Noida and Ghaziabad share similar woes when it comes to the law and order situation. When Malhan says the present condition seems to be even worse than that during the SP government, Varun Khanduja, CEO of fabrication raw material wholesaler Best Strips, nods in agreement. “In the past one year, I haven’t seen any significant change for good in Noida,” he says. Meanwhile in Ghaziabad, salary distribution day is a nightmare for employers as well as employees after multiple instances of theft. “We don’t feel secure and our labourers also feel insecure. We planned to employ women in several sections including accounting, but did not as providing security is an issue here,” says Gupta.
Post-demonetisation, SMEs in Noida and Ghaziabad crawled their way into the new financial year. “Demonetisation affected small scale industries in Noida in a bad way, but we were still hopeful that this was happening for a good reason and that they would be able to cope up with the loss. By the time things started to become normal, there was GST. The GST software was not ready and we were unable to file the returns and that created problems,” says Kishore Kumar, proprietor, Neha Industries, which is into manufacturing of electrical cables and wires. According to Kumar, he was more affected by GST than demonetisation. Suggesting that it should have been implemented in phases owing to the diversity of industries in India, he shoots a slew of questions, “For a commodity with a tax slab of 28%, more than one fourth of the sales value is GST, which the industry had to deposit by 20th of the next month. A normal credit period is 90 days, if we receive the payment only after 90 days, so how can we deposit the money by the 20th? If you are in the manufacturing sector, most small-scale companies have a margin of 10%. And when you have a 10% margin, how can the industry pay a tax of 28% ? I either have to borrow from the banks or will not pay GST. This will result in NPAs or non-compliance.”
Seth says exporters have been most impacted since they have not been getting refunds. “Exporters are totally dependent on refunds as the parties fix the prices on the basis of these refunds and when they don’t get their refunds, everything is in disarray,” he adds. In many instances, the GST portal reportedly displayed PAN numbers different from the actual numbers registered. So people were not able to file their returns in these situations and they were penalised for the same. “If they are not able to improve the system, they have to extend the date. We waste most of our time in checking whether the portal is working properly or not, instead of utilising our time in production,” says Seth. According to NEA estimates, there has been a 25-40% reduction in business across industries in Noida in the immediate aftermath of GST. But they are confident that business will bounce back after these initial hiccups since demand has been stable.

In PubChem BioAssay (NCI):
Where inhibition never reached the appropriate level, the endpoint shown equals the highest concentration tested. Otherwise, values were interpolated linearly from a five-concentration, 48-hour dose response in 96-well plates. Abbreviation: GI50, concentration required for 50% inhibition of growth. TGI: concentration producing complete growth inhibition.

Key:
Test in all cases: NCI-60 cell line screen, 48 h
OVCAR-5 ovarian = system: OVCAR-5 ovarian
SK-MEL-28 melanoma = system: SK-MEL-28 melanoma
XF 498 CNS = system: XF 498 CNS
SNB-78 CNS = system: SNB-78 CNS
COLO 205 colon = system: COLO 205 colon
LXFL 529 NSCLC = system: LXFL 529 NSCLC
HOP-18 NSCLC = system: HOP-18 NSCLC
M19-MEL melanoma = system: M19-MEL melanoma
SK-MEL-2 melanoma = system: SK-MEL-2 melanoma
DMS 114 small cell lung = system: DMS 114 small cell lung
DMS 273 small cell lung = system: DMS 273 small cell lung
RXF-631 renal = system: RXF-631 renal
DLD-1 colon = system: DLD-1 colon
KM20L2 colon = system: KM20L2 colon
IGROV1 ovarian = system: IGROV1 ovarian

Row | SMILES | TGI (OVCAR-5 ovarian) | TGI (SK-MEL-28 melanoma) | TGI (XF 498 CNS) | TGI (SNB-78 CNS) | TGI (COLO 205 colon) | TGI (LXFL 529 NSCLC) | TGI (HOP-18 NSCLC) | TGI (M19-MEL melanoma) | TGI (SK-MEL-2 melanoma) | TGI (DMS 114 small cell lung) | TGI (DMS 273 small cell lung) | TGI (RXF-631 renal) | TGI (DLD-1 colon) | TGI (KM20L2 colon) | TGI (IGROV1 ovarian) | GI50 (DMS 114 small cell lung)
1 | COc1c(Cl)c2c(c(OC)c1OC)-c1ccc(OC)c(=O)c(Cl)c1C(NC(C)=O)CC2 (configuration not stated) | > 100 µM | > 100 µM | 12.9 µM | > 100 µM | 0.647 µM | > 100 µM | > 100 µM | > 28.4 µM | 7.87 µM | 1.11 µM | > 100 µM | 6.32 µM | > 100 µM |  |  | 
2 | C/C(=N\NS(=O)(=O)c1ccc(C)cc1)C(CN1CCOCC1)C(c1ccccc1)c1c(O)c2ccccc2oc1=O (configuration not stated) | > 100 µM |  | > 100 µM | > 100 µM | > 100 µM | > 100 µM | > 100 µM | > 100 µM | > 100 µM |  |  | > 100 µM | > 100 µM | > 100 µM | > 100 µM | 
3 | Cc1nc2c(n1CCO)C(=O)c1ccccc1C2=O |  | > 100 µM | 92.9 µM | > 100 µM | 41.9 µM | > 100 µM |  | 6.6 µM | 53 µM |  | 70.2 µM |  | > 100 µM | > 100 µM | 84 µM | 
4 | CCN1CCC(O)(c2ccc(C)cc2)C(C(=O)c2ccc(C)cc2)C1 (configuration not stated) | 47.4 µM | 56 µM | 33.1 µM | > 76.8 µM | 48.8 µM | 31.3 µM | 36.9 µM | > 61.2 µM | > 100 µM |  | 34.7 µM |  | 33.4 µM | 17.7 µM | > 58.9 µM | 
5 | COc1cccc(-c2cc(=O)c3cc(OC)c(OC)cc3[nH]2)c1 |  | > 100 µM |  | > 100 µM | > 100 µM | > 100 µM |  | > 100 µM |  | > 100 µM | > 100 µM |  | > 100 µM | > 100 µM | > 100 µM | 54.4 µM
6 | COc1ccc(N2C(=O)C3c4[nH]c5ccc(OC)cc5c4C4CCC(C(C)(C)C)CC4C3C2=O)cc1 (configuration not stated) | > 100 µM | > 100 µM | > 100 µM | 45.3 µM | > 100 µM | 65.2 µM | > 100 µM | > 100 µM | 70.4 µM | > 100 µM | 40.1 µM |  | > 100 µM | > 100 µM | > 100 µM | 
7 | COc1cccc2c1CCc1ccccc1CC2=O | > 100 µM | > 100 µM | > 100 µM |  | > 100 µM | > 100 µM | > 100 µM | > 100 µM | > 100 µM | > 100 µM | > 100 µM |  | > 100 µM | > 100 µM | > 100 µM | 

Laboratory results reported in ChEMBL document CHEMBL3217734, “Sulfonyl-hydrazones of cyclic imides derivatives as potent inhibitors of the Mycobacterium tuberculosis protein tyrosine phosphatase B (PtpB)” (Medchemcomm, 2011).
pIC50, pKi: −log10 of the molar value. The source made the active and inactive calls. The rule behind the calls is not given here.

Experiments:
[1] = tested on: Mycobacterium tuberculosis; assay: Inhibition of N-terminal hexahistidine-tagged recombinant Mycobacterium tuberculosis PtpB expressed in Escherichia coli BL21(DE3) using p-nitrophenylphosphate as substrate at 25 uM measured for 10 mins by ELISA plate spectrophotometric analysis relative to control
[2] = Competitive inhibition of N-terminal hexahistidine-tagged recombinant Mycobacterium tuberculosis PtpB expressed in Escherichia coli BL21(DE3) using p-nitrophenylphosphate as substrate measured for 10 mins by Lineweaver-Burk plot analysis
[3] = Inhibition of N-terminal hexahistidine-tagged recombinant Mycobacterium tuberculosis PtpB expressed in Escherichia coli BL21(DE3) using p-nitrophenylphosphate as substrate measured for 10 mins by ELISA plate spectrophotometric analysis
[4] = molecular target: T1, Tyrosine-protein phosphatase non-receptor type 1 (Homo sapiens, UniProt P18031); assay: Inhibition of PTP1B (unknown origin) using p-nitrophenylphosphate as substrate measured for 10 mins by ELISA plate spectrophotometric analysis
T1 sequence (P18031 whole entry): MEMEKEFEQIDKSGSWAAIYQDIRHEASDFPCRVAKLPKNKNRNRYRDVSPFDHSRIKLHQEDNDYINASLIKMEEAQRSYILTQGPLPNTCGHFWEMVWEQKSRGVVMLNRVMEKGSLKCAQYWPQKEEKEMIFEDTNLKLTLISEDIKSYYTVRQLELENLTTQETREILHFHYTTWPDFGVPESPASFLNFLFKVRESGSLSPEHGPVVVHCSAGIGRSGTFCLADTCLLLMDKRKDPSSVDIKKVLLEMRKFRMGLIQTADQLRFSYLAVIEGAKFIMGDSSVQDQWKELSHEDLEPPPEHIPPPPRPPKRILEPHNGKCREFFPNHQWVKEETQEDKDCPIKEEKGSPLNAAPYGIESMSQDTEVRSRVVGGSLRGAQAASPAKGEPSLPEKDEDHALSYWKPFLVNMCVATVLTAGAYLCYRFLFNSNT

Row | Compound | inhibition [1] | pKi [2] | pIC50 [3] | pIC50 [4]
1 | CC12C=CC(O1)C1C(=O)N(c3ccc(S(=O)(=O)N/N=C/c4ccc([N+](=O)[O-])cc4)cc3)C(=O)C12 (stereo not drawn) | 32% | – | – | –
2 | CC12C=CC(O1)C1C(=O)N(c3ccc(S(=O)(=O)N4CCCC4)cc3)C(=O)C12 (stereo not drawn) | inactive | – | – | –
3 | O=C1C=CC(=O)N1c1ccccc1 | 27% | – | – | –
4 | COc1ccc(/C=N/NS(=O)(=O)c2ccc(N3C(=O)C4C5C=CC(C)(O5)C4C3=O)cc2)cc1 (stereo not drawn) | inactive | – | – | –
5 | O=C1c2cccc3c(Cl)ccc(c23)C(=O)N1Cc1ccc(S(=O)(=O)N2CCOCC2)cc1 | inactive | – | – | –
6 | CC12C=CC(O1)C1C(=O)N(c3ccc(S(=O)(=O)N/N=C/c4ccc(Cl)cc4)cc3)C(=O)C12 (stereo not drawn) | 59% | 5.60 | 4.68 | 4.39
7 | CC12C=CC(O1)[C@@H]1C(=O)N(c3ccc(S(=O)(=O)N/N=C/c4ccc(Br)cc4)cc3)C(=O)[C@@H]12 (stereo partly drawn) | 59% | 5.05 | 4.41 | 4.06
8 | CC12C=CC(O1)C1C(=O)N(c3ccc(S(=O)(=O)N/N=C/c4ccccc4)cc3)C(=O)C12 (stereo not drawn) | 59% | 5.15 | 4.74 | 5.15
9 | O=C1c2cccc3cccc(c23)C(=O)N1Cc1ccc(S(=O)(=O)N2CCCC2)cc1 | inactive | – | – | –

It has not been very different for Ghaziabad either. While MSMEs working with big companies were in a better position, those working with dealers directly faced problems. “Many dealers were not ready for the transition fearing the paperwork and the tax that they would have to pay,” says Aggarwal. Gupta notes that initially, the return filing for GST took up to 10 days and a lot of time was wasted. However positive signs are being seen now with officials taking feedback and resolving issues.
After years of only grievances and no redressal, Malhan says he has no more expectations. “The Modi government promised to change things, but after three years nothing has changed. There is no change in law and order and corruption. The rate of unemployment has increased, whereas the opposite was promised,” he says. Gupta, on the other hand, is more optimistic and lists his demands for the next Budget. “The government should ensure that we don’t have to waste our time just doing paperwork. Under Make in India, there should be separate incentives for MSMEs. There should be provision for our insurance, both health and education. There is ‘kisan credit card’ for farmers, a similar one should be made available for us also.”
Even as the chinks in GST implementation are being ironed out, the SMEs in Noida-Ghaziabad are hopeful that the next year will be a better one as they get back to tending to their business. They are betting on the fact that there will be no surprises from the government. As Gupta puts it, what they want is not a government that rules them, but a government that can work with them.